Make use of the Student Union. There’s a lot of services they have, yet don’t advertise effectively.

    Make use of the University library. They have plenty of music CD’s, movies, etc, you can borrow for free. Borrow a bunch, rip them on your computer and watch it on your free time. Academically, libraries also have access to journals which you can access for free. Usually these technical journals costs hundreds of dollars a year to subscribe.

    On drinks/party. Have a pre/after party where most of your drinking is at home. It’s alot cheaper to buy your alcohol at the liquor store then to buy a drink in a club. Have 2 drinks which clubbing, chug the JD at friends place. Besides, if someone needs to crash, they’re already at someplace they can, instead of struggling to get a cab.

    Be wary of phony job interviews. Face it, you’re broke and you’re desperate for money. And you notice this ad that’s posted everywhere on campus. It’s a good chance these are phony job interviews. If you ever get stuck in these MLM seminars: get up, leave and ask if anyone wants to leave as well. These network marketing pyramids are waste of your time.

  2. cashflowmantra on September 5, 2011 at 8:34 am

    Textbooks are a big expense that are not often prepared for. Buying them used and then reselling can save a bunch of money.

  3. krantcents on September 5, 2011 at 9:36 am

    I shared books with friends in certain subjects. It worked if you lived close to each other in a dorm or house. I earned some occasional money n college doing experiments or projects.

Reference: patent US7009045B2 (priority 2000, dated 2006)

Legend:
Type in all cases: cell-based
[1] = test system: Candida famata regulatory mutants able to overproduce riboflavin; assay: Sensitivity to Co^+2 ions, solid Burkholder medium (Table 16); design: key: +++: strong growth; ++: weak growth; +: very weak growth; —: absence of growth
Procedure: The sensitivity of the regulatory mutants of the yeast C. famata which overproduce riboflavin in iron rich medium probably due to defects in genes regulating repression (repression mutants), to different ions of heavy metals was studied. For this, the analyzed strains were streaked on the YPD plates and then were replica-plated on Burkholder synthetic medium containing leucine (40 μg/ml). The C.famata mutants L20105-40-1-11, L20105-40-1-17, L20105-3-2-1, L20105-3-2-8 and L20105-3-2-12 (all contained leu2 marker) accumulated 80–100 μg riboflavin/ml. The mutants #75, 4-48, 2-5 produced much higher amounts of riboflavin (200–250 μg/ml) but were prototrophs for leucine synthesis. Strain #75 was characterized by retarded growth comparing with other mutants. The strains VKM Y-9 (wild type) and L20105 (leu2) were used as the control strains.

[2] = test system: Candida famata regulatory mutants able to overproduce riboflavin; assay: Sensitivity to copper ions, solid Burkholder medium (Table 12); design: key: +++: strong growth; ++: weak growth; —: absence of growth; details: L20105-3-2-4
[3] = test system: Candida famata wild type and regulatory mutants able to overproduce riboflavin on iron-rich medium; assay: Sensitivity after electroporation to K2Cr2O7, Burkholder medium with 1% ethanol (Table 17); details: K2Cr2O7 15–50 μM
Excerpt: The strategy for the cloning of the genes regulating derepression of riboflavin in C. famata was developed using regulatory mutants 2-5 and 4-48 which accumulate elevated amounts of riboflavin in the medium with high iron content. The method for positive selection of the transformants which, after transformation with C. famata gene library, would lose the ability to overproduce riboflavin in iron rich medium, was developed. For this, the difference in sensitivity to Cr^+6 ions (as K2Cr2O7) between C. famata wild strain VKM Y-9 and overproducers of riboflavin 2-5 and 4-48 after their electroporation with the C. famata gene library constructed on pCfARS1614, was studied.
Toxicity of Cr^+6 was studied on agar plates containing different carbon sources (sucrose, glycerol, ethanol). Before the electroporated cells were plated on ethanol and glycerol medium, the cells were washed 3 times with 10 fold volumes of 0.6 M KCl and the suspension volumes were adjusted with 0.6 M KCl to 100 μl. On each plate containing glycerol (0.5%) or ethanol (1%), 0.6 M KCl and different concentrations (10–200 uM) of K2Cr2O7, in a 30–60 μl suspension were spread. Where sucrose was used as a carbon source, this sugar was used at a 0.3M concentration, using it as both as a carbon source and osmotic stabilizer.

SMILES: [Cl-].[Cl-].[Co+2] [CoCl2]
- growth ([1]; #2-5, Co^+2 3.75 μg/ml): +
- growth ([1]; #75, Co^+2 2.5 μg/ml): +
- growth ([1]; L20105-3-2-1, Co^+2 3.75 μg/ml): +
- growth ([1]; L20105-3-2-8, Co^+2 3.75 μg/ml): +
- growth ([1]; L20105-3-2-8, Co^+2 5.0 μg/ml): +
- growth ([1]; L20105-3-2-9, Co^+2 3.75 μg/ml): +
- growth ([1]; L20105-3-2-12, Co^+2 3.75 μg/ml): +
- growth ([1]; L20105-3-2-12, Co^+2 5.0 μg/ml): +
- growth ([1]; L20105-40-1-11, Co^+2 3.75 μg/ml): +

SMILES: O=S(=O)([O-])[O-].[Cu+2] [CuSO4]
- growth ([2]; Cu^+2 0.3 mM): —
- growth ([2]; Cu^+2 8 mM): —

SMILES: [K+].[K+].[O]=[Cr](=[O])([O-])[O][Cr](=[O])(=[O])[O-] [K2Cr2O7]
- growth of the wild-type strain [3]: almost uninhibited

4. JT on September 5, 2011 at 11:12 am

    Good stuff on grocery shopping. I saved a ton there.

    While grocery shopping don’t forget that grocery stores put the freshest beer on the bottom of each stack. It takes a little more work, but the dates are always better. 😉

  5. Stocksicity on September 6, 2011 at 7:59 pm

    I just finished my undergrad degree in May. I was fortunate enough to get a ton of scholarships and grants, but I have friends who weren’t as lucky. So I think housing is a big issue. Too many students live on (and want to live on) campus and I don’t think you can deduct that on your taxes so there isn’t any benefit there. And university dorms tend to be overpriced. I have a friend who lived on campus and is in debt of about a $100,000. She could have lived in an apartment nearby and owe far less because rent just a few miles from the campus is far less than what they charge for on campus dorms.

    I could probably go on that topic forever.

    /end rant.

    • Ally on March 1, 2013 at 11:18 am

      I hear you on the living on campus thing. At my school,the housing is downtown in a big city. It’s about $10,000 for university housing for 8 months. Then it’s on your own for the summer!

      My rent is currently $1000/mo inclusive for a basement apartment that’s redone and actually very nice, and it’s a 30 minute commute to the school. I know a girl that’s right off campus and her rent is $1750/mo, utilities extra, and her place is falling apart.

      My advice? SHOP AROUND. Give yourself time to find places with the right balance of cost, quality, and distance for you. You’ll be happier in the end.

  6. Sarah on September 22, 2011 at 12:03 am

    Another great way for students to save money is through group buying websites where you can consistently find deals at 50 – 90% off. You can find all the deals from Groupon, LivingSocial and the other top group buy websites at http://TheDealPages.com. You can browse deals based on category and location so finding a good local deal is easy.

  7. Marissa on November 20, 2011 at 7:28 pm

    Find work on campus. You’d be surprised at how many jobs there are on campus and how it really doesnt feel like work most times. My sister and brother both worked on campus and preferred it “real jobs” as they call it.

    • Echo on November 20, 2011 at 11:32 pm

      @Marissa – you’re right, there are plenty of student jobs available on campus. Most campus jobs are sympathetic to student schedules, and they actually pay fairly well.